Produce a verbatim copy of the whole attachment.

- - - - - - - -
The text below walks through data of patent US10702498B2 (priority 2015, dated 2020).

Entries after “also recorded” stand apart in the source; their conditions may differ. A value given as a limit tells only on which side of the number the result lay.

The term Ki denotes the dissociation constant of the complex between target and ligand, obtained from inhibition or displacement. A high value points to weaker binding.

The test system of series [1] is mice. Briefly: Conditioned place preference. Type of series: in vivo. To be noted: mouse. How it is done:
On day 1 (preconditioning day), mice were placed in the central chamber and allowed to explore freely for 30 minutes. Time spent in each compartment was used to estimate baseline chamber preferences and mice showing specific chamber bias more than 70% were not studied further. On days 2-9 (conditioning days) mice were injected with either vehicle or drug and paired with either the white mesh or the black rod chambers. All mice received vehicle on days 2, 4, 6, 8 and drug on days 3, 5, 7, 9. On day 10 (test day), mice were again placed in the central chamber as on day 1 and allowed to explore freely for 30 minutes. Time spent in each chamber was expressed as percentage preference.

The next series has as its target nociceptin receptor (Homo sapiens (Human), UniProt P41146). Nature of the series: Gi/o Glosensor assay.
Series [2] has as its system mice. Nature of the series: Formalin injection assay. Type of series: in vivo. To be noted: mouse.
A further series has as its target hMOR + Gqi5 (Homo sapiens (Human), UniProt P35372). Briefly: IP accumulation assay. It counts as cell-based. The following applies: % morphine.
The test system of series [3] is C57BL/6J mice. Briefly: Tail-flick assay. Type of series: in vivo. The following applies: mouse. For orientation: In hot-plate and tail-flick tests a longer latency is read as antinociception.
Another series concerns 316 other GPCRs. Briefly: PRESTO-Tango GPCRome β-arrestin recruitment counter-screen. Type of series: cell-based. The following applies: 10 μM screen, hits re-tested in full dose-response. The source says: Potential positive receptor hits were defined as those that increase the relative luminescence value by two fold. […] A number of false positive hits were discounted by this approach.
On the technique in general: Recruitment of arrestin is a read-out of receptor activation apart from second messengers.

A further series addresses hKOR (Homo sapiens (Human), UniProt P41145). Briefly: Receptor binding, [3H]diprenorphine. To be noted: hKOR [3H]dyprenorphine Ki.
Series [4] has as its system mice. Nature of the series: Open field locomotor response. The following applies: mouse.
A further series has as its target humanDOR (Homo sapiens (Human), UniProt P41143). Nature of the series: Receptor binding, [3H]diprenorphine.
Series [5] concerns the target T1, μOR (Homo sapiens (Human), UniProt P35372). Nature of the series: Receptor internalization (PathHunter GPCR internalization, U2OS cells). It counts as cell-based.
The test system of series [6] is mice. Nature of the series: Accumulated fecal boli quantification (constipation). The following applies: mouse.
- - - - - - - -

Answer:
The text below walks through data of patent US10702498B2 (priority 2015, dated 2020).

Entries after “also recorded” stand apart in the source; their conditions may differ. A value given as a limit tells only on which side of the number the result lay.

The term Ki denotes the dissociation constant of the complex between target and ligand, obtained from inhibition or displacement. A high value points to weaker binding.

The test system of series [1] is mice. Briefly: Conditioned place preference. Type of series: in vivo. To be noted: mouse. How it is done:
On day 1 (preconditioning day), mice were placed in the central chamber and allowed to explore freely for 30 minutes. Time spent in each compartment was used to estimate baseline chamber preferences and mice showing specific chamber bias more than 70% were not studied further. On days 2-9 (conditioning days) mice were injected with either vehicle or drug and paired with either the white mesh or the black rod chambers. All mice received vehicle on days 2, 4, 6, 8 and drug on days 3, 5, 7, 9. On day 10 (test day), mice were again placed in the central chamber as on day 1 and allowed to explore freely for 30 minutes. Time spent in each chamber was expressed as percentage preference.

The next series has as its target nociceptin receptor (Homo sapiens (Human), UniProt P41146). Nature of the series: Gi/o Glosensor assay.
Series [2] has as its system mice. Nature of the series: Formalin injection assay. Type of series: in vivo. To be noted: mouse.
A further series has as its target hMOR + Gqi5 (Homo sapiens (Human), UniProt P35372). Briefly: IP accumulation assay. It counts as cell-based. The following applies: % morphine.
The test system of series [3] is C57BL/6J mice. Briefly: Tail-flick assay. Type of series: in vivo. The following applies: mouse. For orientation: In hot-plate and tail-flick tests a longer latency is read as antinociception.
Another series concerns 316 other GPCRs. Briefly: PRESTO-Tango GPCRome β-arrestin recruitment counter-screen. Type of series: cell-based. The following applies: 10 μM screen, hits re-tested in full dose-response. The source says: Potential positive receptor hits were defined as those that increase the relative luminescence value by two fold. […] A number of false positive hits were discounted by this approach.
On the technique in general: Recruitment of arrestin is a read-out of receptor activation apart from second messengers.

A further series addresses hKOR (Homo sapiens (Human), UniProt P41145). Briefly: Receptor binding, [3H]diprenorphine. To be noted: hKOR [3H]dyprenorphine Ki.
Series [4] has as its system mice. Nature of the series: Open field locomotor response. The following applies: mouse.
A further series has as its target humanDOR (Homo sapiens (Human), UniProt P41143). Nature of the series: Receptor binding, [3H]diprenorphine.
Series [5] concerns the target T1, μOR (Homo sapiens (Human), UniProt P35372). Nature of the series: Receptor internalization (PathHunter GPCR internalization, U2OS cells). It counts as cell-based.
The test system of series [6] is mice. Nature of the series: Accumulated fecal boli quantification (constipation). The following applies: mouse.